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Incredibly rare £1million Treasury Bill from 2003 that was one of the last to be printed in paper form goes on sale for £7,000

Incredibly rare £1million Treasury Bill from 2003 that was one of the last to be printed in paper form goes on sale for £7,000
  • A cancelled £1,000,000 Treasury Bill is expected to fetch £7,000 at auction
  • One of the last to be produced in paper form in 2003 for security reasons
  • Was used for short term borrowing by the Government to raise funds
  • Being sold by private collector through London auctioneers Dix Noonan Webb
A cancelled £1million Treasury Bill that was one of the last ever to be produced is to go to auction for £7,000. 
The seven-figure note was printed in 2003 and was one of the last to be produced in paper form before they were computerised for security reasons.
They enabled the Government to manage its short term borrowing policy, making sure sufficient funds were available to meet any daily cash shortage. 
When the transition was made to electronic bills, all remaining paper bills such as this one were cancelled, with several given away to staff as leaving presents.
A cancelled £1million Treasury Bill that was one of the last ever to be produced is to go to auction with London-based auctioneers Dix Noonan Webb, who expect it to fetch £7,000
A cancelled £1million Treasury Bill that was one of the last ever to be produced is to go to auction with London-based auctioneers Dix Noonan Webb, who expect it to fetch £7,000
This bill, which was issued by the Debt Management Office, a Treasury agency, states: 'This Treasury Bill entitles... payment of One Million Pounds out of the Debt Management Account on 6th October 2003 on surrender of it to the Bank of England.'
It has been stamped 'cancelled'.

WHAT IS A UK TREASURY BILL? 

Treasury Bills are short term bonds issued by the Bank of England on behalf of the UK Government to raise the sufficient funds needed to prevent everyday cash shortages.
They are issued on a weekly basis through a tender process and last for any amount of time up to a year, but most commonly for three or six months.
At a tender for a £1million bill that lasts a year, a bidder could say they wish to pay £950,000 for the bill, meaning they will receive 5 per cent interest (£50,000) over the year.
The bidding price acts as a function to indicate the interest rate expectedThe bill is being sold by a private collector with London-based auctioneers Dix Noonan Webb, who expect it to fetch £7,000.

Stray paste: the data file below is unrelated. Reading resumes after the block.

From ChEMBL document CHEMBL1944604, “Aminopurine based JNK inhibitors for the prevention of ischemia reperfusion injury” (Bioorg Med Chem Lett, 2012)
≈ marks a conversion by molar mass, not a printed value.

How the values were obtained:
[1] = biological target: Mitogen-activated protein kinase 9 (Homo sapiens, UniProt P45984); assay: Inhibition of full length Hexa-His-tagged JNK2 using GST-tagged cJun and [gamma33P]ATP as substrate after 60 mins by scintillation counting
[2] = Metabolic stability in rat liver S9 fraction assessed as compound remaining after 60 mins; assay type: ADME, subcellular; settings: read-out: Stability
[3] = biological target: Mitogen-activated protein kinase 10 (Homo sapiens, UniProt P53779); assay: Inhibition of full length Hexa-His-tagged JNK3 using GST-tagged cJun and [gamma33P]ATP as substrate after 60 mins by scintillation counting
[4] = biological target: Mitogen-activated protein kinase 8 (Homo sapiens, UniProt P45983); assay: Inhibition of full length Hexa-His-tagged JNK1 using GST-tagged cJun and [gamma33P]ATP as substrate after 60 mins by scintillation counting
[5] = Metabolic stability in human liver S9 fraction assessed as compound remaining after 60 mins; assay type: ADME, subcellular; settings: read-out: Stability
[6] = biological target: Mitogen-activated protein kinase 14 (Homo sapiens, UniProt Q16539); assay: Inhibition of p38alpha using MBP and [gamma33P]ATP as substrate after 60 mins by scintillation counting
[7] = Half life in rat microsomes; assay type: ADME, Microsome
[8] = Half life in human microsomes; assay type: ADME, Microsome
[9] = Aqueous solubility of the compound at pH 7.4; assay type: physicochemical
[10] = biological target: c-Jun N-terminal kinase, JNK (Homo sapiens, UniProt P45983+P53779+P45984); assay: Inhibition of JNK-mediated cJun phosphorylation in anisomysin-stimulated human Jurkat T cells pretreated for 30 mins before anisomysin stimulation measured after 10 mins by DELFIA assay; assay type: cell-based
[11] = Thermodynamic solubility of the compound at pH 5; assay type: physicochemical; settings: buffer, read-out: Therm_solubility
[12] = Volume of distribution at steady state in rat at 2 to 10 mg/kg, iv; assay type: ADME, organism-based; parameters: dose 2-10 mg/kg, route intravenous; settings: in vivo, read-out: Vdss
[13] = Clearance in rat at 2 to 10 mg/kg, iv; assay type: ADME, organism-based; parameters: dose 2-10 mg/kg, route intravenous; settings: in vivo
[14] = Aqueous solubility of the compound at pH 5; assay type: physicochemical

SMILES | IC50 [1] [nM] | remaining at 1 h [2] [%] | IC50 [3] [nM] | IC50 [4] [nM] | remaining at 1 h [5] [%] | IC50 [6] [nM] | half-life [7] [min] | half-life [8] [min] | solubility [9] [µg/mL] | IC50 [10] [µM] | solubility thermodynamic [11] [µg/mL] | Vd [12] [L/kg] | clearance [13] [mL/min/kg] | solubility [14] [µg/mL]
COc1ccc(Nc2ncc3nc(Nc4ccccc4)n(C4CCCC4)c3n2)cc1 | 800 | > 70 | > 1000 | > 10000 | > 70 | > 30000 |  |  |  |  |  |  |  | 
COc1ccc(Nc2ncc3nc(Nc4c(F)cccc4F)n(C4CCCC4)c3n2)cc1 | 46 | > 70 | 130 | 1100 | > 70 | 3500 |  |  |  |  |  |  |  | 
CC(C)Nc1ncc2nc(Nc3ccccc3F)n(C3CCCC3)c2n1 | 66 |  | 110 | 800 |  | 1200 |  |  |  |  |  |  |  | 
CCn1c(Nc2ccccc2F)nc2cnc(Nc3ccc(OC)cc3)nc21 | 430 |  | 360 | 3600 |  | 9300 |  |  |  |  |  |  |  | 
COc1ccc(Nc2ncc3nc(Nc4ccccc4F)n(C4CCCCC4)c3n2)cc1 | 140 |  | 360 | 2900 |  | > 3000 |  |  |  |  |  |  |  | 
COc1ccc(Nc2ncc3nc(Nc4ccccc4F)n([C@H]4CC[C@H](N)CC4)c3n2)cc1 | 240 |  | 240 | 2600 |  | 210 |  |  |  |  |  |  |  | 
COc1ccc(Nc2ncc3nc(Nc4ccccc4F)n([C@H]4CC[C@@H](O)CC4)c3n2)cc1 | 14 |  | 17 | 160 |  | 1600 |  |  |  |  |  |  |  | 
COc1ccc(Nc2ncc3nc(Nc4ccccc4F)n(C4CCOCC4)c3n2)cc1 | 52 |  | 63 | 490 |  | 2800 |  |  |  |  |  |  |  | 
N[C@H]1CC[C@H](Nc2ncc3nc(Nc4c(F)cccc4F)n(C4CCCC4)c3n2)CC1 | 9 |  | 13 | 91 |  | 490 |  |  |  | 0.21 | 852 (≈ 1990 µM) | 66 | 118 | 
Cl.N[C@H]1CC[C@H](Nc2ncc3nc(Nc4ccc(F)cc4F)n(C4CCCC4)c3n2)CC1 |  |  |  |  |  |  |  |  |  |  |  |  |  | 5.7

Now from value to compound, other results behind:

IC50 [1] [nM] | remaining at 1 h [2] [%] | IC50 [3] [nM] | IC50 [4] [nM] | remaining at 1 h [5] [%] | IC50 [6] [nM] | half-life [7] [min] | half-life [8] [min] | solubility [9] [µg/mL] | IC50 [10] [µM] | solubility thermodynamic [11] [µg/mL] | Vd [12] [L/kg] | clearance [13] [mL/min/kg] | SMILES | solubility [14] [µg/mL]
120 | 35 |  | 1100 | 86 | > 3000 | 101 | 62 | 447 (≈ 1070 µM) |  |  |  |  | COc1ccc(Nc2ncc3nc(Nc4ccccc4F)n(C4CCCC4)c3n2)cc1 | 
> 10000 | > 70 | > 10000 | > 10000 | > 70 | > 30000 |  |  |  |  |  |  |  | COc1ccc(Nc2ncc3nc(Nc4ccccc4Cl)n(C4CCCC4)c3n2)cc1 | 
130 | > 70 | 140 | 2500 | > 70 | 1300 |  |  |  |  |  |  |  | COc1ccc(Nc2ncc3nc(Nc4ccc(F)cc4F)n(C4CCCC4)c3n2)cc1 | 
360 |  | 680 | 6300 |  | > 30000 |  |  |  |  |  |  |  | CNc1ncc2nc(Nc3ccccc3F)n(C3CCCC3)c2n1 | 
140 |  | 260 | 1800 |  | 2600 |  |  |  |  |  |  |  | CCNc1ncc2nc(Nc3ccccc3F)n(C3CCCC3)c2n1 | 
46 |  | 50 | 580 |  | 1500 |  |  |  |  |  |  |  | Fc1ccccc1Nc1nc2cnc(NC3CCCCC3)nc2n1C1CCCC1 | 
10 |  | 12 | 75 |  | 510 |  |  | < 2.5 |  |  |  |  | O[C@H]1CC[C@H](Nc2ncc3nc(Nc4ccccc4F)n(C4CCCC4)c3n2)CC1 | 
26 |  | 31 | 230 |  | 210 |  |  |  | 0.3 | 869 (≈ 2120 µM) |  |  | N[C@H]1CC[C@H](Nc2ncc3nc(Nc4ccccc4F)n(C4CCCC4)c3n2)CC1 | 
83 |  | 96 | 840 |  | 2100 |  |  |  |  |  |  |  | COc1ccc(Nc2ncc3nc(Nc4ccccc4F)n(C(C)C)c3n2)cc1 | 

Five per cent of the buyer's premium will be donated by DNW to the NHS Charities Together Covid-19 Appeal.
Andrew Pattison, head of department for banknotes at DNW, said: 'Until over a decade ago notes such as these were issued every week in the City under a secretive system.
'This enabled the British Government to manage its short term borrowing policy and make sure that sufficient funds were always available to meet any net daily cash shortfall.
'Today the system run by the Debt Management Office, an executive agency of the Treasury, is still in place but is computerised and no longer physically prints Treasury Bills.
'The last bills were produced in September 2003, just like this example.
'When the move was made to electronic transfer methods, any remaining bills were cancelled and several were given away as leaving gifts when staff returned or left the company.
'This accounts for the few that are now on the market, although they remain very rare.'
Treasury Bills enabled the Government to manage its short term borrowing policy, making sure sufficient funds were available to meet any daily cash shortage
Treasury Bills enabled the Government to manage its short term borrowing policy, making sure sufficient funds were available to meet any daily cash shortage
The bills were collected from the Bank of England by messengers on the day specified by the financial institutions and could be cashed in by whoever was physically in possession of them.
In May 1990, John Goddard, a 58-year-old messenger with the money brokers Sheppards, was mugged at knifepoint in a City side street.
The robber got away with 301 Treasury Bills and certificates of deposit, worth a total of £292 million.
The City of London Police and the FBI infiltrated the gang involved in laundering the bills and recovered all but two of them.
One man was jailed for his part in the crime but Patrick Thomas, the south London petty criminal suspected to have carried out the mugging, was found dead from a gunshot wound to the head before he could be charged.
The sale takes place on June 24.

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